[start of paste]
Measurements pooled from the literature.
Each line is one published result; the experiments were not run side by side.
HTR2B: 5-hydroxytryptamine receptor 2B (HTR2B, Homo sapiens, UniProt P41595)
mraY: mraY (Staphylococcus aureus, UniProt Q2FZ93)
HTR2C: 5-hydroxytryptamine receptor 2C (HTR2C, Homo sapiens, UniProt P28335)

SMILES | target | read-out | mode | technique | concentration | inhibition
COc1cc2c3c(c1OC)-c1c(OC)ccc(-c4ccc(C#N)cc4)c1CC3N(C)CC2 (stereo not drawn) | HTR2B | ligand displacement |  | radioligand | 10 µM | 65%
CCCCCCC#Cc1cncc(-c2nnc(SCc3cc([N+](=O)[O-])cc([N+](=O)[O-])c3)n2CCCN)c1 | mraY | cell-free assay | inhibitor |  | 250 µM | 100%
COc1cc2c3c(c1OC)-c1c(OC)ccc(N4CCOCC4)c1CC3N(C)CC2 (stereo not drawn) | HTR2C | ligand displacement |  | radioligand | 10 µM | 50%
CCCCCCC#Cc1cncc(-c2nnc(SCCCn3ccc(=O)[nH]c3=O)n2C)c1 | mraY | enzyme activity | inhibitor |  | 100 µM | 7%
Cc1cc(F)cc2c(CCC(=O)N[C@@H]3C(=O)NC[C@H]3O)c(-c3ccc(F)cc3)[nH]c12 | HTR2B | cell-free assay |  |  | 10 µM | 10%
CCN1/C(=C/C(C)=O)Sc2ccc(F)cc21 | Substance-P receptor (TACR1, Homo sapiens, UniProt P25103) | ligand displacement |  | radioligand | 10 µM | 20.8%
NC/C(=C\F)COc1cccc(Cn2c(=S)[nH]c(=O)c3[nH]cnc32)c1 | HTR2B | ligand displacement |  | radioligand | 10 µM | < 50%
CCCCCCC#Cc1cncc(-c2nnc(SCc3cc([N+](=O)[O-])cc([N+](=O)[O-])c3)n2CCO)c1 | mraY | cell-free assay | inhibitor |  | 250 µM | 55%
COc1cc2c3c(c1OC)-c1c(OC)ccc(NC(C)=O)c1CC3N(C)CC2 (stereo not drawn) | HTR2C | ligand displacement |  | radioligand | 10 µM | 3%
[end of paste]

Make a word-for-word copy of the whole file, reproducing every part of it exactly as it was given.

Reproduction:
Measurements pooled from the literature.
Each line is one published result; the experiments were not run side by side.
HTR2B: 5-hydroxytryptamine receptor 2B (HTR2B, Homo sapiens, UniProt P41595)
mraY: mraY (Staphylococcus aureus, UniProt Q2FZ93)
HTR2C: 5-hydroxytryptamine receptor 2C (HTR2C, Homo sapiens, UniProt P28335)

SMILES | target | read-out | mode | technique | concentration | inhibition
COc1cc2c3c(c1OC)-c1c(OC)ccc(-c4ccc(C#N)cc4)c1CC3N(C)CC2 (stereo not drawn) | HTR2B | ligand displacement |  | radioligand | 10 µM | 65%
CCCCCCC#Cc1cncc(-c2nnc(SCc3cc([N+](=O)[O-])cc([N+](=O)[O-])c3)n2CCCN)c1 | mraY | cell-free assay | inhibitor |  | 250 µM | 100%
COc1cc2c3c(c1OC)-c1c(OC)ccc(N4CCOCC4)c1CC3N(C)CC2 (stereo not drawn) | HTR2C | ligand displacement |  | radioligand | 10 µM | 50%
CCCCCCC#Cc1cncc(-c2nnc(SCCCn3ccc(=O)[nH]c3=O)n2C)c1 | mraY | enzyme activity | inhibitor |  | 100 µM | 7%
Cc1cc(F)cc2c(CCC(=O)N[C@@H]3C(=O)NC[C@H]3O)c(-c3ccc(F)cc3)[nH]c12 | HTR2B | cell-free assay |  |  | 10 µM | 10%
CCN1/C(=C/C(C)=O)Sc2ccc(F)cc21 | Substance-P receptor (TACR1, Homo sapiens, UniProt P25103) | ligand displacement |  | radioligand | 10 µM | 20.8%
NC/C(=C\F)COc1cccc(Cn2c(=S)[nH]c(=O)c3[nH]cnc32)c1 | HTR2B | ligand displacement |  | radioligand | 10 µM | < 50%
CCCCCCC#Cc1cncc(-c2nnc(SCc3cc([N+](=O)[O-])cc([N+](=O)[O-])c3)n2CCO)c1 | mraY | cell-free assay | inhibitor |  | 250 µM | 55%
COc1cc2c3c(c1OC)-c1c(OC)ccc(NC(C)=O)c1CC3N(C)CC2 (stereo not drawn) | HTR2C | ligand displacement |  | radioligand | 10 µM | 3%